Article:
-------------------------------------------------------------------------------
1001  Po1001(SD)  Eth      LACP      Eth1/5(s)
7K1#


Recommendations
I recommended my customer follows a Cisco best practice and use LACP with his port-channel deployment. Port-channel to vPC configurations can be complex, and LACP helps support two goals:

    • Allows the topology converge into a usable topology (even in the presence of a configuration error)
    • Provides more descriptive information that helps locate potential problems

— cwr

___________________________________________________________________

If you would like some additional details on vPCs, the following references may be helpful:

Carole Warner Reece

Architect

A senior network consultant with more than fifteen years of industry experience, Carole is one of our most highly experienced network professionals. Her current focus is on the data center and on network infrastructure.

View more Posts

 

Nick Kelly

Cybersecurity Engineer, Cisco

Nick has over 20 years of experience in Security Operations and Security Sales. He is an avid student of cybersecurity and regularly engages with the Infosec community at events like BSides, RVASec, Derbycon and more. The son of an FBI forensics director, Nick holds a B.S. in Criminal Justice and is one of Cisco’s Fire Jumper Elite members. When he’s not working, he writes cyberpunk and punches aliens on his Playstation.

 

Virgilio “BONG” dela Cruz Jr.

CCDP, CCNA V, CCNP, Cisco IPS Express Security for AM/EE
Field Solutions Architect, Tech Data

Virgilio “Bong” has sixteen years of professional experience in IT industry from academe, technical and customer support, pre-sales, post sales, project management, training and enablement. He has worked in Cisco Technical Assistance Center (TAC) as a member of the WAN and LAN Switching team. Bong now works for Tech Data as the Field Solutions Architect with a focus on Cisco Security and holds a few Cisco certifications including Fire Jumper Elite.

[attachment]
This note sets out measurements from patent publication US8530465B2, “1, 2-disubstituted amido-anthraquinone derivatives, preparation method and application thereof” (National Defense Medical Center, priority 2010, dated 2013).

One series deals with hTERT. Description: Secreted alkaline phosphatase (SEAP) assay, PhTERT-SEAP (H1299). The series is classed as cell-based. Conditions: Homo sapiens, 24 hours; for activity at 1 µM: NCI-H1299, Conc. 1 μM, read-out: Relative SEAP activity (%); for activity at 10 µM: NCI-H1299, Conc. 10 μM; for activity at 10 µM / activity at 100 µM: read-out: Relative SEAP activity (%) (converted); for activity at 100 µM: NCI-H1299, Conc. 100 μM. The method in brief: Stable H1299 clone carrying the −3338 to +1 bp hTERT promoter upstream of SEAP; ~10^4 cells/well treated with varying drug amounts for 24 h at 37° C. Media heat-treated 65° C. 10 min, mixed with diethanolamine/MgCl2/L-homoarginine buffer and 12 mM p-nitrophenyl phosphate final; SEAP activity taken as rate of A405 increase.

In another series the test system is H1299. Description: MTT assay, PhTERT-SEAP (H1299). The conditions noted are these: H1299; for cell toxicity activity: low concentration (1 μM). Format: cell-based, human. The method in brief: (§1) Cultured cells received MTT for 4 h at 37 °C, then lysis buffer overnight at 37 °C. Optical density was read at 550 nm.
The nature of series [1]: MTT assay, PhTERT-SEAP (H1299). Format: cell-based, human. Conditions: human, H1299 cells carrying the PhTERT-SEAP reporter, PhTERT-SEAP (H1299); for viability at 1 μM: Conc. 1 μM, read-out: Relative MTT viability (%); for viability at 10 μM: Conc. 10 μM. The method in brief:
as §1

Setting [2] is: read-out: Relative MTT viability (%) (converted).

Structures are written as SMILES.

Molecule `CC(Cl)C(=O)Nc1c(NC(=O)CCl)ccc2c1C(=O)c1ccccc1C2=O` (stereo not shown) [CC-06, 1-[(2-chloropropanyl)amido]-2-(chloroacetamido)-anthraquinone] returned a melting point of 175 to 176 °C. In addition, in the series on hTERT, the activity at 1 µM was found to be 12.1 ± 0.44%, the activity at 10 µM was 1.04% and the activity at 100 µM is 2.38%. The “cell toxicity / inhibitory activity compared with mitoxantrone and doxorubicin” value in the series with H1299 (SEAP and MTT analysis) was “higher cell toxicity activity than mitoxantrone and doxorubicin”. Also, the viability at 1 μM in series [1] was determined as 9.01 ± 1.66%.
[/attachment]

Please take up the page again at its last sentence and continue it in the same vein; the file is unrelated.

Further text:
John Cavanaugh

CCIE #1066, CCDE #20070002, CCAr
Chief Technology Officer, Practice Lead Security Services, NetCraftsmen

John is our CTO and the practice lead for a talented team of consultants focused on designing and delivering scalable and secure infrastructure solutions to customers across multiple industry verticals and technologies. Previously he has held several positions including Executive Director/Chief Architect for Global Network Services at JPMorgan Chase. In that capacity, he led a team managing network architecture and services.  Prior to his role at JPMorgan Chase, John was a Distinguished Engineer at Cisco working across a number of verticals including Higher Education, Finance, Retail, Government, and Health Care.

He is an expert in working with groups to identify business needs, and align technology strategies to enable business strategies, building in agility and scalability to allow for future changes. John is experienced in the architecture and design of highly available, secure, network infrastructure and data centers, and has worked on projects worldwide. He has worked in both the business and regulatory environments for the design and deployment of complex IT infrastructures.